South Africans Victims of Fraud Imprisoned in Dubai
Two South African businesspeople tricked into signing acknowledgements of debt by an alleged fraudster have been sentenced to three years behind bars and face the prospect of spending the rest of their lives in Dubai.
Indian national Amit Lamba, who is responsible for the incarceration of the South Africans, told AmaBhungane that the men will “remain in jail till the payment of the amount or a settlement”.
The two were imprisoned last month after Lamba reported them for failing to pay money they allegedly owed him.
Their families in South Africa have been told that the court also granted Lamba’s application for a travel ban against them – meaning that after their release, they will not able to leave Dubai if their debts remain unpaid.
Free State businesspeople Sello Tsolo and Tjoko Khambule allege Lamba duped them into signing acknowledgements of debt for 480 000 dirham (about R1.36‑million) and 538 000 dirham (about R1.5‑million) respectively. Their families say they cannot pay.
Lamba met the men in early 2012 after he was invited to South Africa by Free State-based flower export co-operative Ora Floriculture. Ora chairperson Ali Mokoena said the trade and industry department had advised him that Lamba was a legitimate businessperson. Lamba then invited them to Dubai, promising that he would invest millions in their community-based projects. Caught in a lie?
According to affidavits, he asked the men on their arrival to pay various costs, including those of establishing a jointly owned company so that he could transfer money into their accounts. Tsolo and Khambule signed acknowledgements of debt in Arabic, which they say they were led to believe were shareholders’ agreements. Responding to email questions sent to him in Haryana, north India, Lamba said Tsolo also owes him money for 56 days of accommodation in Dubai.
However, Tsolo’s wife, Mapitso, provided amaBhungane with bank records and hotel email correspondence confirming that the family had paid for his accommodation.
Asked to provide proof of payments to Tsolo and Khambule, Lamba did not respond.
Mapitso Tsolo said Lamba had also sent her text messages saying that he knew a Dubai-based advocate who could organise bail for both men if each family deposited R25 000 into his account.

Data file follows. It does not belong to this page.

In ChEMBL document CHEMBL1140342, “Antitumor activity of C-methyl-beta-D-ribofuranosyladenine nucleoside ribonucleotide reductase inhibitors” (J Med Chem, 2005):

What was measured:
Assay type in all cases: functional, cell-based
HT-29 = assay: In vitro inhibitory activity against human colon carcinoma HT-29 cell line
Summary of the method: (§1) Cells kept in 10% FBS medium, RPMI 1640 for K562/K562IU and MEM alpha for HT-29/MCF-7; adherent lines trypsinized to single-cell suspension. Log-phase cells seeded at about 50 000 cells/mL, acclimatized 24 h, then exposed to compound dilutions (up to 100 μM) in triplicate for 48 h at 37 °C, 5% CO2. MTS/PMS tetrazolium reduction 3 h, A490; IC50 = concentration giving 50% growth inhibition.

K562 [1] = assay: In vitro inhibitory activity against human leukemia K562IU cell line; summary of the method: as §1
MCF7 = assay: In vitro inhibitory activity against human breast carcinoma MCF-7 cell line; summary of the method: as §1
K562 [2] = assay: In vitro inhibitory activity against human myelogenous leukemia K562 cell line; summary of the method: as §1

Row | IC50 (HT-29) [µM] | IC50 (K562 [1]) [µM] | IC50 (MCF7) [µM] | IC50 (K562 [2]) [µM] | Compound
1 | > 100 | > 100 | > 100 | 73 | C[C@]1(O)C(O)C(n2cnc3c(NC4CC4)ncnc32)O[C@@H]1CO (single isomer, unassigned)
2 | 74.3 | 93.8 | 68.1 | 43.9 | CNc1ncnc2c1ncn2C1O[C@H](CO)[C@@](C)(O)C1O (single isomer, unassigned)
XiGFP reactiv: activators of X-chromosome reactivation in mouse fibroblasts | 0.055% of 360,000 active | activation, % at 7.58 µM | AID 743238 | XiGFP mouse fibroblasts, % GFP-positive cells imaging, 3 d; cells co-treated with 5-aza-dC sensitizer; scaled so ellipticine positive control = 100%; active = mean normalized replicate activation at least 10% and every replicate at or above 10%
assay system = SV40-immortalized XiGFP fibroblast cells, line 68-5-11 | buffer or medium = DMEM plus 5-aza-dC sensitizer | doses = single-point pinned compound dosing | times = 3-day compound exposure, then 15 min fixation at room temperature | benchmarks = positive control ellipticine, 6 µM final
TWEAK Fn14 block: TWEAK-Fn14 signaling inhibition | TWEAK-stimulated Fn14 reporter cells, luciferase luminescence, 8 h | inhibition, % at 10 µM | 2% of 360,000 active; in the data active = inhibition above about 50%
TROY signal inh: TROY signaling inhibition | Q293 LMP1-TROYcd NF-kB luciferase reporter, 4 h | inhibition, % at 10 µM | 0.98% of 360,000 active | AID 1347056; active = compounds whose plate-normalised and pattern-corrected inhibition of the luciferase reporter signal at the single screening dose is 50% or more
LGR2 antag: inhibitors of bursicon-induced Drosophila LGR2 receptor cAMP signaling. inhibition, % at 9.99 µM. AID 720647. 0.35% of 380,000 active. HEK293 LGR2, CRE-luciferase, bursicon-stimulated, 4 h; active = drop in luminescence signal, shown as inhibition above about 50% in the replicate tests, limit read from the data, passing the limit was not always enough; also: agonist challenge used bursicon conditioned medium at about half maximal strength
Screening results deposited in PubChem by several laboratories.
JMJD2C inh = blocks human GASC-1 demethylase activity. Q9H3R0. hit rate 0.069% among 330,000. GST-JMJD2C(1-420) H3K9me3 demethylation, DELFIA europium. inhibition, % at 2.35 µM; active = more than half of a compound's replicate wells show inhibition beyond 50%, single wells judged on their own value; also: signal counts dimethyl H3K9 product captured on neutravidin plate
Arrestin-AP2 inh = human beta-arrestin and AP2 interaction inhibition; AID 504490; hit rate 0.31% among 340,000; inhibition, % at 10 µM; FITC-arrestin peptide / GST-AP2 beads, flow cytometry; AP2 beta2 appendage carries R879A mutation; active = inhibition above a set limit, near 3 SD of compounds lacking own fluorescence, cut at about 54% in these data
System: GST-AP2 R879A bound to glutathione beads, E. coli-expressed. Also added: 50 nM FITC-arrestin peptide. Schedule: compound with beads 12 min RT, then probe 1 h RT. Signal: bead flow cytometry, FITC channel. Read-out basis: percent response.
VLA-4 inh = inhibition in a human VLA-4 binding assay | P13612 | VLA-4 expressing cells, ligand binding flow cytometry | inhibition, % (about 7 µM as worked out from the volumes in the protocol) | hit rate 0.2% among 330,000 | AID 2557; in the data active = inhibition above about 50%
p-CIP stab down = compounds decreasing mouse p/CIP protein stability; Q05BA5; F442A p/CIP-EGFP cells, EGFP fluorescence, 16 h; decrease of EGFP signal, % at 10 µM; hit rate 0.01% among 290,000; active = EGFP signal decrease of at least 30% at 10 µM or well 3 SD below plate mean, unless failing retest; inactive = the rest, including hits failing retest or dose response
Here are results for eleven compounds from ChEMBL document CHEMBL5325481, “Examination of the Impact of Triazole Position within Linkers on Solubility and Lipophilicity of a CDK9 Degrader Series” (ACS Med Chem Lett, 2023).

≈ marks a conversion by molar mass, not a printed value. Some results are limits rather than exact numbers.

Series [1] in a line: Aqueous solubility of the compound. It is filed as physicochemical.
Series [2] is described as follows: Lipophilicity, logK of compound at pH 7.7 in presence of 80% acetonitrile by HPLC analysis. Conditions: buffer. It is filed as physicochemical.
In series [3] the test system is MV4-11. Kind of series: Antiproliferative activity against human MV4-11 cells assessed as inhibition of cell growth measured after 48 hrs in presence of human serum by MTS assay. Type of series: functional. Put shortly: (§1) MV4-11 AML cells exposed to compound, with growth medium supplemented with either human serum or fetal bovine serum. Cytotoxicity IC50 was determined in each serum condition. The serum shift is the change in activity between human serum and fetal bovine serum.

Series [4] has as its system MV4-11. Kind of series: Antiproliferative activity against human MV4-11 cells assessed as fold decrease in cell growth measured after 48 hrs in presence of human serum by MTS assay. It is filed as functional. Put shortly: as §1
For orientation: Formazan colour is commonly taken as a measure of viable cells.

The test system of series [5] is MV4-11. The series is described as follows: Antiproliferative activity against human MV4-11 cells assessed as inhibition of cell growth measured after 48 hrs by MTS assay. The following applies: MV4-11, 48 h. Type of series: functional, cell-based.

Asked to confirm this, Lamba said: “Sello and Kambule can get bail if they submit passports as security, and their own lawyers can’t arrange passports. An advocate approached me to say he can arrange passports and get bail for them.”
Khambule’s brother, Makgolela, said both families were struggling emotionally and financially, as the South Africans are breadwinners.
“They call once in a while and we live for the phone calls. We can’t afford to go and see them. It’s heart-breaking,” he said. A widespread scam
Radha Stirling, who heads the United Kingdom-based organisation Detained in Dubai, dedicated to helping foreigners in United Arab Emirates jails, said the South Africans seem to have fallen prey to a scam that is widespread in Dubai. She said many locals use loopholes in the UAE justice system to trick foreign would-be investors.
“This looks to be clearly a case where the South African nationals have been deliberately defrauded. One would have hoped that the judge would deduce from the circumstances that no debt is owed to the plaintiff,” said Stirling.
She said it was inconceivable that the UAE was not aware of the failings of its judicial system. “As far as I am aware, a blind eye is being turned and no serious steps are being taken to improve the system.”
The UAE ambassador in South Africa, Al Habsi, refused to comment, saying he only became aware of the case through the media.
Trade and industry spokesperson Sidwell Medupe said the department gave Lamba’s company, Rahi Developers, the thumbs-up after a “basic reference check was done, among others, to verify whether Lamba was indeed conducting business from the Ajman Free Zone. This was confirmed by authorities.”
However, Medupe said the department had become concerned and issued a warning after Lamba wanted to apply for a business permit but never completed the process.